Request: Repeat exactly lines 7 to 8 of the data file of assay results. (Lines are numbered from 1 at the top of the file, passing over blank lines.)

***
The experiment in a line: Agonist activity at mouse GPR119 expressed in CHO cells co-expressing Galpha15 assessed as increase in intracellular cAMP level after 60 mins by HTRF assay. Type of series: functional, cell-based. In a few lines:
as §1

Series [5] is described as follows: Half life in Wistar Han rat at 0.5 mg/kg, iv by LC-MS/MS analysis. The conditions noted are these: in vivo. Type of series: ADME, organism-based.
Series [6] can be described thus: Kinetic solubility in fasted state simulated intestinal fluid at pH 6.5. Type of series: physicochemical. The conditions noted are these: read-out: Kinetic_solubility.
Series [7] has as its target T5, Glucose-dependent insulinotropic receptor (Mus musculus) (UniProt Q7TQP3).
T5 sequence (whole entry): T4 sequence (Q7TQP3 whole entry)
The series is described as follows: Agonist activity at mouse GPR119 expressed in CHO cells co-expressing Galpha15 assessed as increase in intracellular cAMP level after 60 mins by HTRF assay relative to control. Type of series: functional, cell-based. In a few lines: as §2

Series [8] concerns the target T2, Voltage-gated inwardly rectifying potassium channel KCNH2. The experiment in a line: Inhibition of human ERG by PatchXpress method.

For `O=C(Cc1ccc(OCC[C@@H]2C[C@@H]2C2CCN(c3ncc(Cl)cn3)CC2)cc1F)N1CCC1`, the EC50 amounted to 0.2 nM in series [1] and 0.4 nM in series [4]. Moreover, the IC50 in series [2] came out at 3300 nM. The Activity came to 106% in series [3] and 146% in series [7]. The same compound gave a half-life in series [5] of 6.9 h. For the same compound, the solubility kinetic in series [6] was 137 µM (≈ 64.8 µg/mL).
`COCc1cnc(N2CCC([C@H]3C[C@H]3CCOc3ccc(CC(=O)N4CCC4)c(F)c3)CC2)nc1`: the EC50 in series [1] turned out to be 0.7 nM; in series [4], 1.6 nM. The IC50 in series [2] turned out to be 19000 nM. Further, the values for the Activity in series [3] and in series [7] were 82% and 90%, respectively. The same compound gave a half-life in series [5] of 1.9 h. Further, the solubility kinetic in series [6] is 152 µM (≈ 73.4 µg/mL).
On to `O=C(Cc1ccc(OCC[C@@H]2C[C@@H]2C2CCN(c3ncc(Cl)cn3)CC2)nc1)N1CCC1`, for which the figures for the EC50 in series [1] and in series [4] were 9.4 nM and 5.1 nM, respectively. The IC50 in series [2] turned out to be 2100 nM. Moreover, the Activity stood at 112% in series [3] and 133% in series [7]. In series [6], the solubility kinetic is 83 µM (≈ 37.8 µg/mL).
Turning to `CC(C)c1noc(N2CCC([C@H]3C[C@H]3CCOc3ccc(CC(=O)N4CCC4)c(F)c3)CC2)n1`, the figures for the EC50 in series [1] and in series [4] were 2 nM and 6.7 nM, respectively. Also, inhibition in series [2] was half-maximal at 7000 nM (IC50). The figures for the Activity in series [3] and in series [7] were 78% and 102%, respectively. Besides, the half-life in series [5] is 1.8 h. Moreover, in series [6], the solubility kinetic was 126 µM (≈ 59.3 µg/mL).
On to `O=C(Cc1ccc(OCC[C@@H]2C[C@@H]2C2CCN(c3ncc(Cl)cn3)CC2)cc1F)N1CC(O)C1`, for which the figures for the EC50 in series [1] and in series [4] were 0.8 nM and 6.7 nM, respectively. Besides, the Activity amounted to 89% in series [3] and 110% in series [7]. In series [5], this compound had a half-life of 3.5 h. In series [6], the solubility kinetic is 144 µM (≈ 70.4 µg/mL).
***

The series is described as follows: Agonist activity at mouse GPR119 expressed in CHO cells co-expressing Galpha15 assessed as increase in intracellular cAMP level after 60 mins by HTRF assay relative to control. Type of series: functional, cell-based. In a few lines: as §2

Series [8] concerns the target T2, Voltage-gated inwardly rectifying potassium channel KCNH2. The experiment in a line: Inhibition of human ERG by PatchXpress method.